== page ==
The difference a year can make.

tyred

Legendary Member
Location
Ireland
At Father's Day last year, my Dad had just got home after about a month in hospital including a week in intensive care. He's always been chesty all his life but a bad chest infection over the winter which didn't respond to anything the GP gave him and kept getting worse over time led to intensive care and a very bleak predicted outcome but he pulled through despite the odds.

I still remember visiting after work as usual ( I work five minutes walk from the hospital) to find he had taken a serious turn for the worse and they wanted to move him to intensive care but he kept refusing to go and when he saw me he insisted I went and got my car to take him home to die. I was unable to get hold of my Mum on her mobile (and I also phoned everywhere I thought she might have been) so I effectively over-ruled my Dad and had him took to care. They told me he was actually delirious with lack of oxygen anyway. When I saw him wired up to every conceivable machine and breathing apparatus and heavily sedated I did wonder if I had made the right decision to effectively prolong his misery.

One year on, he is plagued with hip pain and on the waiting list for hip replacement but otherwise alive and well - "Fight the good fight fight with all thy might" The fact that he saw it all through without a single word of complaint has left me very little tolerance for people who moan about silly things.

As an aside, for all the people out there who have nothing better to do than to phone radio phone-ins or write stupid comments on newspaper websites moaning about how useless the health service is, I have to say the care and treatment my dad received from everyone - the doctors, nurses, consultants, etc and even the dinner ladies was nothing short of incredible. There is room for improvement (mostly at management level) but the people who actually treat and look after patients show incredible care and dedication and deserve to be paid twice whatever they get paid.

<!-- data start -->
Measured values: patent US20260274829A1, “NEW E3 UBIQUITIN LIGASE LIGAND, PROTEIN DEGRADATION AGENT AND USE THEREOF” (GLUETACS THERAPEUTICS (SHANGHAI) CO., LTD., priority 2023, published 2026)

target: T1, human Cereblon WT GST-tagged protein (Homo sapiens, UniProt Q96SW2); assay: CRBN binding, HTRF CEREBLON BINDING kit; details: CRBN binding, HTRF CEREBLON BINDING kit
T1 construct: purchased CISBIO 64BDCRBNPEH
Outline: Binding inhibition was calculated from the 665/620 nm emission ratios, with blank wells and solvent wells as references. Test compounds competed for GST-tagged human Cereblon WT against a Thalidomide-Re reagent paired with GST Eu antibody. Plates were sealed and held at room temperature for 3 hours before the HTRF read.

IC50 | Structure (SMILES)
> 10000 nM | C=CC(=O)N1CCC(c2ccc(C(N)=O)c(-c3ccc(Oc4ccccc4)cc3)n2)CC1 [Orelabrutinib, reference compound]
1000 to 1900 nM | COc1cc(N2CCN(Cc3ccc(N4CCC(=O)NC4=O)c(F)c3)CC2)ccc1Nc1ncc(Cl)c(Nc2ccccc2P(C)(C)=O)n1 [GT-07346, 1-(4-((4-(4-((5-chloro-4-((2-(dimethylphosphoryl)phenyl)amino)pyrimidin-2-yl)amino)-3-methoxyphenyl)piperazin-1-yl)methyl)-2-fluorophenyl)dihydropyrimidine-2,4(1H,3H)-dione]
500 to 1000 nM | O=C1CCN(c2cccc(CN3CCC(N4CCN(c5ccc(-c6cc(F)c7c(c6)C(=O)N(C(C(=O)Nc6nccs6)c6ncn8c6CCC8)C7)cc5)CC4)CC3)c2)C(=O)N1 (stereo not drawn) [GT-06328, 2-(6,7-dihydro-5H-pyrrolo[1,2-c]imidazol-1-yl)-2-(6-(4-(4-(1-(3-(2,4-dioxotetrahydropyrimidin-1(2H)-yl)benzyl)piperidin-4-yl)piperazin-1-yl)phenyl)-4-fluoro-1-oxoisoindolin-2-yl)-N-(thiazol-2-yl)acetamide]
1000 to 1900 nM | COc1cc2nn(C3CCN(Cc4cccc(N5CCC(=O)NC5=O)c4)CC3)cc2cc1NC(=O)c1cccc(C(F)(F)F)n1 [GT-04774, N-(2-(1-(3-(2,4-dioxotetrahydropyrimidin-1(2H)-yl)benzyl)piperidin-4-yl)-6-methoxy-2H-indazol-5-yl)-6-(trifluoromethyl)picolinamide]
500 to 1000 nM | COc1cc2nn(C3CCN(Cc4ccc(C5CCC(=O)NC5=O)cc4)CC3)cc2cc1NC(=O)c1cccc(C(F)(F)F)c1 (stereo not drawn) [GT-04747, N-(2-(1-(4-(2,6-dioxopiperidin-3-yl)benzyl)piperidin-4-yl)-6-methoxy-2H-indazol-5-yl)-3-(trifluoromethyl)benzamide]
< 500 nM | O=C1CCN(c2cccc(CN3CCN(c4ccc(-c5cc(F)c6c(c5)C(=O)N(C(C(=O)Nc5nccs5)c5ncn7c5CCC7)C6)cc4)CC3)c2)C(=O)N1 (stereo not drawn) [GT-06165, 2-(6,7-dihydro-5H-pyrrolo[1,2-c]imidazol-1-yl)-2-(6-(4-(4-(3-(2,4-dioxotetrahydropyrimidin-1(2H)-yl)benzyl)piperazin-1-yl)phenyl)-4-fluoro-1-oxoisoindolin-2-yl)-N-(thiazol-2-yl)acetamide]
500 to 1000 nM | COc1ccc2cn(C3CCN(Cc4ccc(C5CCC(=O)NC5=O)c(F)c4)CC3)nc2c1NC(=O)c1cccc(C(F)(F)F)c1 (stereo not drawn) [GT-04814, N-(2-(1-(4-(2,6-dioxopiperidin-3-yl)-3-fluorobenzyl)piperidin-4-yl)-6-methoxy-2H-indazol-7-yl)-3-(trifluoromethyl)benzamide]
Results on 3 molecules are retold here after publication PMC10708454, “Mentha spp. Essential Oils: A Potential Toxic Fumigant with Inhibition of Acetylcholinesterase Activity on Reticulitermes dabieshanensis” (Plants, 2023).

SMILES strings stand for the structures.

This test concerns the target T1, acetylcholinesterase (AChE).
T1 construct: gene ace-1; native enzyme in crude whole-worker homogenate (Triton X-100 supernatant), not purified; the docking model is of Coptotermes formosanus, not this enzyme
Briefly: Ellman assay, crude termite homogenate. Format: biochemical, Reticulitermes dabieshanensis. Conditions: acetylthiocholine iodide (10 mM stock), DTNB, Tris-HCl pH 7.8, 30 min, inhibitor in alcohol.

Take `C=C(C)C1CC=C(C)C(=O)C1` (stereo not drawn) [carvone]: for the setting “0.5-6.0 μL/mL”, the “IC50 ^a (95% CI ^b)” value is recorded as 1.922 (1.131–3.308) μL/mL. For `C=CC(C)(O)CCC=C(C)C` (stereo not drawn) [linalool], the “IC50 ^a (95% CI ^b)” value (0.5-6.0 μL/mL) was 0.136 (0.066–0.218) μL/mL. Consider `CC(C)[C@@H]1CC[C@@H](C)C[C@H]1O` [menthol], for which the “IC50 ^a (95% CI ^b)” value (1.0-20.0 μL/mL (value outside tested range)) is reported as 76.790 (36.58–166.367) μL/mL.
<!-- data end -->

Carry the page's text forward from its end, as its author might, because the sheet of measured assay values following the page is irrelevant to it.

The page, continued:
Accy cyclist

Legendary Member
about how useless the health service is,
Can I ask,does your dad live in Ireland or Britain? I'm just wondering which health service you mean.
 
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screenman

Legendary Member
We won't hear a bad word said against the British NHS. Sometimes you have to push for what you need but when you do, the results are excellent. We've no time for people who sit doing nothing and moaning that the NHS is useless.
Or like many I know so not take the doctors advice and turn up weeks later with the same backache.
 

Globalti

Legendary Member